Tuesday, March 23, 2010

Historic Recipes: Vegetableburgers, Crunchy Vegetable Salad and Maple Nut Pudding


Looking back through the archives I see we haven't done a historic recipe since the liver episode (and subsequent suspicious implosion of the oven range).

A nice, relatively safe (and organ meat-free) recipe seemed in order, and this gem on the left from the April 7, 1943 Topeka Daily Capitol seemed just the ticket.

A whole meal of rationing appropriate edibles: Vegetableburgers, Crunchy Salad (vitamin filled!) and Maple Nut Pudding.

Let's see...vegetableburgers first. Remember, this was in the days before Boca Burgers and Morningstar, so commercially-prepared alternative meat products were not an option. While most contemporary do-it-yourself meatless burgers are either legume-based (lentil burgers, black bean burgers) or grain-based (quinoa burgers, bulgur burgers), this recipe is a novelty in that it has neither. It's a simple mixture of diced cooked vegetables and a white sauce shaped into a patty, breaded and then fried. Since the girls are highly dubious of mushrooms (poor girls) I served the burgers on buns with traditional hamburger toppings.

The crunchy vegetable salad is about as simple as it gets: cut (mostly raw) vegetables in a thin coating of salad dressing. For the record, bottled French dressing was widely available in food markets in the 1940s. I didn't have any so I made a small batch from scratch.

The verdict on the main two dishes? Well, the vegetableburgers (and yes, it bothers me too that the two words are smooshed together into one larger word) were palatable, but quite mushy in the middle due to insufficient binding. I think they could have benefited from less white sauce and the addition of either a grain or more egg/breadcrumb substance to stay together better during the frying process. Both the grown-ups ate their burgers and each girl ate well over half of theirs, with stuffed-mouth comments of "It's okay but not my favorite."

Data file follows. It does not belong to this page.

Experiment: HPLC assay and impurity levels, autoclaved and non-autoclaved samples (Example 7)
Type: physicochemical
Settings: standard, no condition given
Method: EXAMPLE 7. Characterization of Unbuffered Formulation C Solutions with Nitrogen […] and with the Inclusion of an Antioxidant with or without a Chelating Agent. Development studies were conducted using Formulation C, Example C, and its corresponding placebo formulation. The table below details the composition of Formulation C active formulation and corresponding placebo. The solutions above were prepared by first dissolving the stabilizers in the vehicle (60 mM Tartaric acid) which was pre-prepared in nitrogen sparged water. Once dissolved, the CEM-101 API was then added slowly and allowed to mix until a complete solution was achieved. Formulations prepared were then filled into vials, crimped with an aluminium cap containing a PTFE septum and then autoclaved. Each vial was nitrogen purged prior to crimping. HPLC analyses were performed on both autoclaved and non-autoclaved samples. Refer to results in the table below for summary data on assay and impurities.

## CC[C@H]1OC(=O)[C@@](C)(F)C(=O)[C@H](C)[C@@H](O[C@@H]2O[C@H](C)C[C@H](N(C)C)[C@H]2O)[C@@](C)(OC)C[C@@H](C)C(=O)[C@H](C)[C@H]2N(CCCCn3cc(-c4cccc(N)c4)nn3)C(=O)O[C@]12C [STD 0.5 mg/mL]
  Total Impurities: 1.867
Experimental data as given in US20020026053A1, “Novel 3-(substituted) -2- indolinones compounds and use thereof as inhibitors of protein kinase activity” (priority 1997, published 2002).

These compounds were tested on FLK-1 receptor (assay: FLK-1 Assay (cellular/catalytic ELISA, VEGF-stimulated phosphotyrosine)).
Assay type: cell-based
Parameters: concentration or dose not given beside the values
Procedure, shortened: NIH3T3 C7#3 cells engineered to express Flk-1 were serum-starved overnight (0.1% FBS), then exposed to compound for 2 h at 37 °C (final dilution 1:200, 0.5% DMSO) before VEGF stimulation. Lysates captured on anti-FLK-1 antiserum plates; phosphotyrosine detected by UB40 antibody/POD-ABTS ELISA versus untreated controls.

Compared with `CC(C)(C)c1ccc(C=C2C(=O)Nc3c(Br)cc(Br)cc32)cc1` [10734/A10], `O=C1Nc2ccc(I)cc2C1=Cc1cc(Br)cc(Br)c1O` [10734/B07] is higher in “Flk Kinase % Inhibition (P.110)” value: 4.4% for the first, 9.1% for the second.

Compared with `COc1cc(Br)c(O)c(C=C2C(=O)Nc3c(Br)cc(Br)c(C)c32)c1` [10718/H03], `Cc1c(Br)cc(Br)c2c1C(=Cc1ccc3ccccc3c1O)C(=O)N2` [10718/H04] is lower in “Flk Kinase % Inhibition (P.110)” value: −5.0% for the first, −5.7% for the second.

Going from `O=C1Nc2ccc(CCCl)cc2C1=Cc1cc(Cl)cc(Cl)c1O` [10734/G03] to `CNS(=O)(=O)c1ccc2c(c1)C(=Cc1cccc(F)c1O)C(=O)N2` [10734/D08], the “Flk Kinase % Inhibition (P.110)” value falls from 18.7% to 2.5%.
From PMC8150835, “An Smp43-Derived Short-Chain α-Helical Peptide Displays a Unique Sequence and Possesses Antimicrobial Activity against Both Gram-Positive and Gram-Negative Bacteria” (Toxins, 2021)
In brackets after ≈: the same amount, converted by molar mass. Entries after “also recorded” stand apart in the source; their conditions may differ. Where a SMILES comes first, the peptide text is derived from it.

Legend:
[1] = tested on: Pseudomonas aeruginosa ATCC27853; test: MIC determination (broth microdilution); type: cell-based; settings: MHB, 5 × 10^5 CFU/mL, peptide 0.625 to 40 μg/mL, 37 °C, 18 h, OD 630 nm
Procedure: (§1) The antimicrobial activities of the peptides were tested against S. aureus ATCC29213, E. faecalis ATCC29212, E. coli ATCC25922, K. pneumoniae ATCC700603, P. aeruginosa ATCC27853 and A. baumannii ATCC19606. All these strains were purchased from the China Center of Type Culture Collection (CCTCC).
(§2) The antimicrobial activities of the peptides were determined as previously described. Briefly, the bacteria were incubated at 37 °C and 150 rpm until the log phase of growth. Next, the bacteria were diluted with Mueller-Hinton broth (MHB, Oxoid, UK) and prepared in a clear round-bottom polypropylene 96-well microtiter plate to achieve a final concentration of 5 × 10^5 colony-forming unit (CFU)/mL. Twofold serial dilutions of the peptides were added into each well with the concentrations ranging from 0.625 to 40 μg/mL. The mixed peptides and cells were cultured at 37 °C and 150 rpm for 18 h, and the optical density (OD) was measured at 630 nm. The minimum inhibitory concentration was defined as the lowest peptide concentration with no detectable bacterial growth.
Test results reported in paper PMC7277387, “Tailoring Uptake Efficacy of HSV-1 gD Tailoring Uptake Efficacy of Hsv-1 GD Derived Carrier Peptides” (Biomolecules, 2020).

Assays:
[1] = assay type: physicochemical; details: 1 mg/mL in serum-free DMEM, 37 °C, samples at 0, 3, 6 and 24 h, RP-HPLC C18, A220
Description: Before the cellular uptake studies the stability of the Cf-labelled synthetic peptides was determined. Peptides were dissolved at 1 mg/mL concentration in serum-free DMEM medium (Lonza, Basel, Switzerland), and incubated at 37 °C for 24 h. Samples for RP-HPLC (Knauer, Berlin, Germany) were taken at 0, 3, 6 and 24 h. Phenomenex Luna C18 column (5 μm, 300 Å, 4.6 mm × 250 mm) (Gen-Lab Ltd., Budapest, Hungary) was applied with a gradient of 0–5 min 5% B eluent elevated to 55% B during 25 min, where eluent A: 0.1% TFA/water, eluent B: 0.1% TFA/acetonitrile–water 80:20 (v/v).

The salad was, as promised, crunchy. And very pink due to the dressing and the beets. That's about all there is to say about that.

Now the pudding! Of course, how could we eat our pudding if we didn't eat our meat? Well, that's for Pink Floyd to take up since it was a vegetarian meal. I had never made pudding from scratch before and was quite surprised at the simplicity of the recipe: combine basic ingredients, stir a lot over low heat and then chill. The pudding was a big hit - hints of butterscotch without the scotch, thick and creamy and yummy. I think the girls would gladly eat more vegetableburgers if it meant maple nut pudding in the end.

So there you have it: one of the more successful historic recipe nights at the Rational Living household. And in all the entire meal used only 1 red ration point (on two tablespoons of butter) and no blue/green ration points.

Hopefully historic meals will only get better from here on out (although I did just remember I promised TMOTH we would try tongue or heart at some point...).

--Rational Mama


  1. That pudding looks quite delish! I don't know how many ration points it'll use, but you should try that pudding recipe I put in that cookbook. It dates back pre-any world war, so I don't know if it's usable--- but I certainly have a craving for it thanks to your wonderful looking picture of pudding perfection.

  2. I was thinking of you and your pudding recipe when I was typing this up!